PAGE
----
Vance and Anita Hinebaugh, of Lady Lake, celebrate Christmas with a smorgasbord of holiday food favorites for up to 30 people, and Anita notes the meal wouldn’t be complete without lumpia (egg rolls) and flan from the Philippines homeland of her mother, Elisa Lourdes Hart, 92, who lives with them.

“In 2004, Mom suffered a stroke. She spent several weeks at our home for rehab,” Anita recalls. “It was during that time I asked Mom to share her recipes in case she was no longer able to make them for our holiday gatherings.”

Her mother always made the dishes from memory, so there were no recipes until Anita took time to watch and measure the ingredients and also jot them down to share with her family.

“I took step-by-step pictures as well. We even had an egg roll-wrapping party one day with two nieces and one of my granddaughters so they could learn how to do it,” she says. “I laminated the recipes and sent them to all my siblings and children, so no matter what, someone in the family will bring lumpia and flan to Christmas Eve dinner.”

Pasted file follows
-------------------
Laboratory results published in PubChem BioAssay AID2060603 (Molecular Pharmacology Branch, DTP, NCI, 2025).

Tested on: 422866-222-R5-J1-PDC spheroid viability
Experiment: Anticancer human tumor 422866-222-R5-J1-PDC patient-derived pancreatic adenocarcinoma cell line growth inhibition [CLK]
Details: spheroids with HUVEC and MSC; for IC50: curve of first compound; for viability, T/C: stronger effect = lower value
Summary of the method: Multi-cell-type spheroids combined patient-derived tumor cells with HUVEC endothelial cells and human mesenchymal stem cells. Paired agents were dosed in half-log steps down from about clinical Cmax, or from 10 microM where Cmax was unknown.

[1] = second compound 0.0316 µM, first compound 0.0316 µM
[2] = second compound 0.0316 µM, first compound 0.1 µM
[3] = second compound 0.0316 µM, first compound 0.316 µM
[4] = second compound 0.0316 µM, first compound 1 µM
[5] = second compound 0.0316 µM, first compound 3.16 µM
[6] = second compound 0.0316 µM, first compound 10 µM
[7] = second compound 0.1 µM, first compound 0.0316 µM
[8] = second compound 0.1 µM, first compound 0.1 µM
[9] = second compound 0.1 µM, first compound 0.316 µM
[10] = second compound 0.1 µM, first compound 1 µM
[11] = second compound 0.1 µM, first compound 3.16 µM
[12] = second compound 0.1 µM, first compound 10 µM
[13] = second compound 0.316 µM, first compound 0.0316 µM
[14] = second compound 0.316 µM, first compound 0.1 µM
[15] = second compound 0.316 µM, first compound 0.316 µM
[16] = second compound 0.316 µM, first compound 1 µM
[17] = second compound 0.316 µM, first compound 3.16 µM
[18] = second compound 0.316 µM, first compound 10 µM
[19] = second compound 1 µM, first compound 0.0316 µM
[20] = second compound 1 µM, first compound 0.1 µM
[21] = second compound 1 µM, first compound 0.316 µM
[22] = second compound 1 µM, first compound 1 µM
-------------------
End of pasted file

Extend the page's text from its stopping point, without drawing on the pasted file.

Anita says she purposely keeps a platter of lumpia in the oven and off-limits until she gets a group family photo at the Christmas gathering. “It works every time,” she says, noting she has to put up with her bunch wanting to do a crazy photo first.


Photo: Fred Lopez

From Anita Hinebaugh

Grandma Elisa’s Lumpia (pronounced loom-pee-uh)


2 tablespoons vegetable oil

3 scallions (green onions), chopped

1/2 to 3/4 cup finely chopped onion

1 to 1½ pounds ground beef

1/2 teaspoon garlic powder

1/2 teaspoon black pepper

1 teaspoon salt

7 cans bean sprouts, drained

1/2 cup Kikkoman soy sauce

Spring roll pastry sheets, enough to make 50 egg rolls (we use TYJ Spring Roll Pastry, which comes frozen, 25 per package). These are rarely found in grocery stores, but most Asian stores have them. Let thaw for one hour before using.